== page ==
Hewlett-Packard (HPQ) announced its buyout of Electronic Data Systems (EDS) today, paying $25 per share for the technology services provider. The move will catapult HPQ into second place in the technology service sector, behind IBM. Management was, of course, quick to rave about all kinds of synergies and efficiencies that the merger will produce, but Deutsche Bank is holding its nose, and insists that the deal will be dilutive. In notes released prior to this mornings announcement, DB tore holes in the then prospective merger:
our preliminary analysis of the transaction suggests modest dilution, low returns and significant opportunity cost. This deal appears to be a cost‐cutting / restructuring play (benefits from existing program largely realised) that will dilute HP’s overall growth rate and margin/return profile.
As highlighted all stock transaction with synergy assumptions ranging from zero to 100M would be $0.06‐$0.09 dilutive to HPQ’s ’08 earnings. In addition, as highlighted in Fig 2 a 50/50 cash/stock deal would be ~$0.01‐$0.05 dilutive. We estimate the deal would garner ~7% ROI (x‐charges) and reduce HP’s operating margin by ~80bps. EDS has struggled with revenue growth (only a 2% CAGR over the past 5 years) due to its reliance on the most mature segment of Services, its high‐cost footprint, share losses and re‐scoping of major contracts.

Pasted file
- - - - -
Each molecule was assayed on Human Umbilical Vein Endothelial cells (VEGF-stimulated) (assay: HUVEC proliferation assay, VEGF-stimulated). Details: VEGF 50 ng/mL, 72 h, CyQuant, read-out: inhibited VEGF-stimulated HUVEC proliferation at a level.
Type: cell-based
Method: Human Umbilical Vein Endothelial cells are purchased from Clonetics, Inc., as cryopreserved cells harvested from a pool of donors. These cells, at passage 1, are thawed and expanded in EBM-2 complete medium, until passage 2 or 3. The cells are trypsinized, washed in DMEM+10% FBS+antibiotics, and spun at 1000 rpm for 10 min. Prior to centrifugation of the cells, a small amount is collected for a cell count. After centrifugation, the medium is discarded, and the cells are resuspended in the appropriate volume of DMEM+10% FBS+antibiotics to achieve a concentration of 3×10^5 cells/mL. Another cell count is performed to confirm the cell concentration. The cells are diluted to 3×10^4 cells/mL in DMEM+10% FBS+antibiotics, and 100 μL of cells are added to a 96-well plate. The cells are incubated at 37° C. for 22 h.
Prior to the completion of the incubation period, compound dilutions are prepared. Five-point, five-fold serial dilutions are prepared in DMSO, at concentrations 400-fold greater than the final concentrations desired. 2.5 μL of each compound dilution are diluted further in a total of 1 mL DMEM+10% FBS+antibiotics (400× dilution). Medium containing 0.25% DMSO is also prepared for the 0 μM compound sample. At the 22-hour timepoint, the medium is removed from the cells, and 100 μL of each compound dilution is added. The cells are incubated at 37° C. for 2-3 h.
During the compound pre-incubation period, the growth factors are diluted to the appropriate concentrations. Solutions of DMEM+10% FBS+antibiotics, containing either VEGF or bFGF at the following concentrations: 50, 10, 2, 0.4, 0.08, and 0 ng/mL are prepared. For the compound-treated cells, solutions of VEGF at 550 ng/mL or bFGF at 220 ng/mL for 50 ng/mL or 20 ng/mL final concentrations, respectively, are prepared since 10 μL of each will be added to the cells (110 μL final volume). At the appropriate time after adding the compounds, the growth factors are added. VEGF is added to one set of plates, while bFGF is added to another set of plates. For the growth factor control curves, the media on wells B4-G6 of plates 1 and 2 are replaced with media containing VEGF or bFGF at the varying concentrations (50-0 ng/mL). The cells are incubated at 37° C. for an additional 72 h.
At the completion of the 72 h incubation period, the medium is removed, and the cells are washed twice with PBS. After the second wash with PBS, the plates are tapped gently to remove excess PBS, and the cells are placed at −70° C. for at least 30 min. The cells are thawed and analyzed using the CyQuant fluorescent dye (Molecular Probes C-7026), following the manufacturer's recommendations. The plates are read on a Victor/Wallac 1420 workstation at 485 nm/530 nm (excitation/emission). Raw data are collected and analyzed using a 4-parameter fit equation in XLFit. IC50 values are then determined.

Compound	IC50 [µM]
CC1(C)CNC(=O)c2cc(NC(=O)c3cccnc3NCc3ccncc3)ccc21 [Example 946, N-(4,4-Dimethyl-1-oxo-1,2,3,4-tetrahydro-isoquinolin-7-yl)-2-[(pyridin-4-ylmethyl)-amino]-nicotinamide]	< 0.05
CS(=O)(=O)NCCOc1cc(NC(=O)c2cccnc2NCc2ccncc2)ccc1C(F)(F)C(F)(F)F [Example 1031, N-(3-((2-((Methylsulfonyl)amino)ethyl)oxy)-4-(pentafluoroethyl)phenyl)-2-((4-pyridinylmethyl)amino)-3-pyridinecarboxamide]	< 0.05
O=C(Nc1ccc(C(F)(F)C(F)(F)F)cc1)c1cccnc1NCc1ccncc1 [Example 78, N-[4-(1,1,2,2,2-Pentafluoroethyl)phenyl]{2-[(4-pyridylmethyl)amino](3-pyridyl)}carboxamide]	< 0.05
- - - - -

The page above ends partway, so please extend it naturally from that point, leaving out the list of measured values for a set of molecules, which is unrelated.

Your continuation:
In the short term, the deal will threaten sales growth at Dell (DELL) and Sun Microsystems (JAVA) as HPQ cross-sells its hardware into EDS’ customer base. IBM, however, will benefit from “dislocations” as a result of the merger and subsequent restructuring:
Beyond heavy restructuring initiatives, we would expect HPQ to cross‐sell its hardware offerings into EDS’s customer base. This is likely incrementally negative for JAVA and DELL hardware sales (EDS is a large partner). This threat will likely be mitigated somewhat as competing integrators seek to diversify hardware allocations away from HP‐EDS. We believe this deal would be beneficial to IBM in the near‐term as it would likely benefit from dislocation associated with EDS’s integration and restructuring. Longer‐term (2‐3 years+), HP–EDS could evolve into a more significant challenger to IBM (Buy, $125.2).